Bulgaria: the drive for full liberalization of the energy market and the upcoming changes
The electricity market in Bulgaria is undergoing certain major changes, including the introduction of new rules for renewable energy producers, the abolition of the electricity export tariff, and market coupling projects, which will also affect the Independent Bulgarian Energy Exchange (IBEX).
The Independent Bulgarian Energy Exchange (IBEX) has been in operation since early 2016. Bulgaria is among the last countries in Europe to introduce such an energy exchange. Its purpose is to regulate free trade, to ensure electricity prices are set on a free market basis, and to bring transparency to the trading of energy.
The main issues that face the free electricity market in Bulgaria are low liquidity, price volatility, and lack of integration with neighbouring markets. The legal framework governing IBEX operations is thus subject to constant improvements and revisions. Some of the most important regulations implemented in 2018 were the abolition of the “single buyer” role (the Bulgarian National Electricity Company), the inclusion of producers of 4 MW and over on the free market, the switch from preferential prices for electricity to premiums, and the purchase of the electricity distribution companies’ technological losses from the market. Centralized trading via IBEX was also introduced.
Step forward to full liberalization
At the beginning of April 2019, the Bulgarian Parliament adopted at first reading the amendments to the Energy Act, which are expected to enter into force on 1 July 2019. They will require all producers with a capacity from 1 MW to 4 MW to sell their electricity on the free market.
There are 372 plants ranging between 1 MW and 4 MW, half of which are solar, with a total installed capacity of 750 MW. Until now, their electricity has been bought by the National Electricity Company (NEK) and sold on the regulated market.
Under the new law, producers in the range 1-4 MW will switch from preferential prices to a different feed-in tariff structure. They will sell the produced energy at market prices on the IBEX and be compensated for the difference between the market price and the preferential prices granted in 2010, 2011 and 2012 (premium compensation). The premium compensation will be paid out by the special State Energy Security Fund. The changes provide for the granting of a premium on a competitive basis.
It is expected that the IBEX will significantly increase its liquidity, which will inevitably solve one of the main current issues highlighted by the business – insufficient electricity and high prices.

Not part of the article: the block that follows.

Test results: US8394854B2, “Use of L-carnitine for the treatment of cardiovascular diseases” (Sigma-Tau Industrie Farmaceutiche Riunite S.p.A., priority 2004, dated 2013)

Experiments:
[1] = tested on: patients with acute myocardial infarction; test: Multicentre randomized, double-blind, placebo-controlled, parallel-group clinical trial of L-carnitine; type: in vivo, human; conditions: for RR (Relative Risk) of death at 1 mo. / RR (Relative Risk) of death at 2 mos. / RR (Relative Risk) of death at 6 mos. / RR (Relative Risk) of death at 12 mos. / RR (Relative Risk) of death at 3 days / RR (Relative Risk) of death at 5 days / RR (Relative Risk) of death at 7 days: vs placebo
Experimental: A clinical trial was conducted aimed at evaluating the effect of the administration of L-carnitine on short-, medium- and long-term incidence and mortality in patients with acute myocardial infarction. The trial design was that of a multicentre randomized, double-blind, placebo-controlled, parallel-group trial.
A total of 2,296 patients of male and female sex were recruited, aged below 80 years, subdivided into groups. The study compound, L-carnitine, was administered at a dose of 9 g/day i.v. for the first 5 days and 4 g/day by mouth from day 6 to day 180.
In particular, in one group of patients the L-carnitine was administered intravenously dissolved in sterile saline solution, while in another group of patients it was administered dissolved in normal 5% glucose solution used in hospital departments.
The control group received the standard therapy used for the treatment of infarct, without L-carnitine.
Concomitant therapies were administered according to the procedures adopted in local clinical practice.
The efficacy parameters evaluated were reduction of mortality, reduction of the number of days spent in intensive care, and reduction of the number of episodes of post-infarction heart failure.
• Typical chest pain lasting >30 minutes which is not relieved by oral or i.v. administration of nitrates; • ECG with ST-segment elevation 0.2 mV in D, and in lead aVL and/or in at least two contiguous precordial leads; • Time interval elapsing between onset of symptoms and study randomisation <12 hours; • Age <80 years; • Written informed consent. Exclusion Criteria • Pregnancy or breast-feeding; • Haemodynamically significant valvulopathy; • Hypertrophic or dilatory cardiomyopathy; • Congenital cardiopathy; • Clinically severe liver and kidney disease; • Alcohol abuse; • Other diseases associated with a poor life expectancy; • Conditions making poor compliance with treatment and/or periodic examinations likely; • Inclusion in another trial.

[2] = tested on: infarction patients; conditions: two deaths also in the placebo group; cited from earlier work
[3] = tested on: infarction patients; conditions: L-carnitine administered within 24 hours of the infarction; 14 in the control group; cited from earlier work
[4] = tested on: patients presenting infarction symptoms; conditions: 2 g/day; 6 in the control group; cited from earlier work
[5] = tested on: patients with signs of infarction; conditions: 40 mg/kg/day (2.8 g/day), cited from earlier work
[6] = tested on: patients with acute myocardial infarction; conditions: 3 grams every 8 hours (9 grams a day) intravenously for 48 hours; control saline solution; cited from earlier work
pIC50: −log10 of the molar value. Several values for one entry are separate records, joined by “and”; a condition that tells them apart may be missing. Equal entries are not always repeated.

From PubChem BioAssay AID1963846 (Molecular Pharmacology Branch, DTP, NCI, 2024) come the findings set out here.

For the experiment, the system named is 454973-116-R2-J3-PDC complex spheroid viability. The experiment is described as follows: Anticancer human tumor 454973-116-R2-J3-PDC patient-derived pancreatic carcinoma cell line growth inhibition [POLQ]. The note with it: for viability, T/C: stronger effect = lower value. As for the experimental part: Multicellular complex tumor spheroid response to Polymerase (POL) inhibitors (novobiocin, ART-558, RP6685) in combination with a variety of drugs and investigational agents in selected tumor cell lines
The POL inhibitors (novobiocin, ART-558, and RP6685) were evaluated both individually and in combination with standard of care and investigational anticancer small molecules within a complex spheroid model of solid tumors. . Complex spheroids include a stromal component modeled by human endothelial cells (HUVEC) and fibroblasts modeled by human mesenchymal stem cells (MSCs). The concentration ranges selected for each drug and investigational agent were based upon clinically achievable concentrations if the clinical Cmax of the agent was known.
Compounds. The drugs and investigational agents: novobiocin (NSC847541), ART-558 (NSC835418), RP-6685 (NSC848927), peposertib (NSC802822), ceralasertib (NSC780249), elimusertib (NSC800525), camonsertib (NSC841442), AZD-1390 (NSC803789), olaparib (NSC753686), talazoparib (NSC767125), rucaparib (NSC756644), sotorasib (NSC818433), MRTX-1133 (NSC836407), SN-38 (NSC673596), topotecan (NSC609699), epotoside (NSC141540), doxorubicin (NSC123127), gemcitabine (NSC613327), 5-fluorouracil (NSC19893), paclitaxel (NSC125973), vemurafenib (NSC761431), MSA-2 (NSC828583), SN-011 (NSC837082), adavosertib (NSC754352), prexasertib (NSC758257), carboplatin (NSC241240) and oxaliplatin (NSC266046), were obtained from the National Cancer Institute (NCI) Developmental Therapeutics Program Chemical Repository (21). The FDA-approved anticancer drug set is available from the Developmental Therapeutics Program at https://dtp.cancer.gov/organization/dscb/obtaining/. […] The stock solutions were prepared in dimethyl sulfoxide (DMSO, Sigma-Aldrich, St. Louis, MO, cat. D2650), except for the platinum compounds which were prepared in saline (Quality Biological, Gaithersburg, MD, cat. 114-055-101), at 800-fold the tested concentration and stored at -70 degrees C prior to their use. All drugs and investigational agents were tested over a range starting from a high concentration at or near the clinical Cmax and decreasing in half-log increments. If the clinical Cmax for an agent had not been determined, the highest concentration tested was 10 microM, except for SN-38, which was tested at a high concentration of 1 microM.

The new regulations will also affect the cogeneration facilities. Premiums for new cogeneration will only be granted after tender. Currently, the Energy and Water Regulatory Commission sets special tariffs on the electricity NEK buys from the combined heat and power plants. According to European Union rules, however, new cogeneration must be tendered.
The changes introduce a competitive procedure for the provision of preferential price or premium and the inclusion of new capacities. The cogeneration will need to meet certain conditions, which should be provided for by the law.
Elimination of electricity export tax
Another expected change is the abolition of the electricity export tariff. Bulgaria is the only country in Europe that still charges fees on its export electricity.
The fee is approximately 5 EUR excluding VAT for each MWh transferred. It is charged as transmission and access to the grid, but essentially it is a tax on electricity paid by the exporter and not by the final customer.
The tariff constitutes a violation of the European rule on the free movement of goods. In its judgement of 6 December 2018, the Court of Justice of the European Union ruled that Member States may not impose taxes on the export of electricity produced on their territory.
The abolition of the electricity export tariff is expected to align the electricity prices with those in the region. This should benefit producers as they will receive the market value of their product.
The administrative requirements for renewable energy sources (RES) below 30 kW have been eased as well. Instead of declaring the electricity produced every month, now the small RES will declare the relevant circumstances and make payments to the Energy Security Fund and the Agency for Sustainable Energy Development once a year.
The proposed amendments also foresee changes to the obligation to pay a “Duty to Society” fee. End consumers connected via a direct cable to their RES will no longer have to pay the fee. This concerns companies that want to install a photovoltaic power plant on their roof and use the energy for their own consumption.
Cooperation with other markets
Market unification with countries from Southeast Europe is expected to stabilize prices on the IBEX. To this end, the IBEX has been in dialogue with all neighbouring markets – Romania, Serbia, Croatia, Macedonia, Greece and Turkey.
At the beginning of 2019, the participants in the project for the trilateral union of the “Day-ahead market”, Bulgaria, Serbia and Croatia, met with the goal of uniting and operating together, bringing long-term positive effects to all market participants and consumers within the initiative.
Furthermore, the European Energy Exchange (EEX) entered into a cooperation agreement with the IBEX in order to expand its product range on the derivatives market with new energy futures. On 3 June 2019, cash-settled Bulgarian power futures will be launched on the EEX portfolio.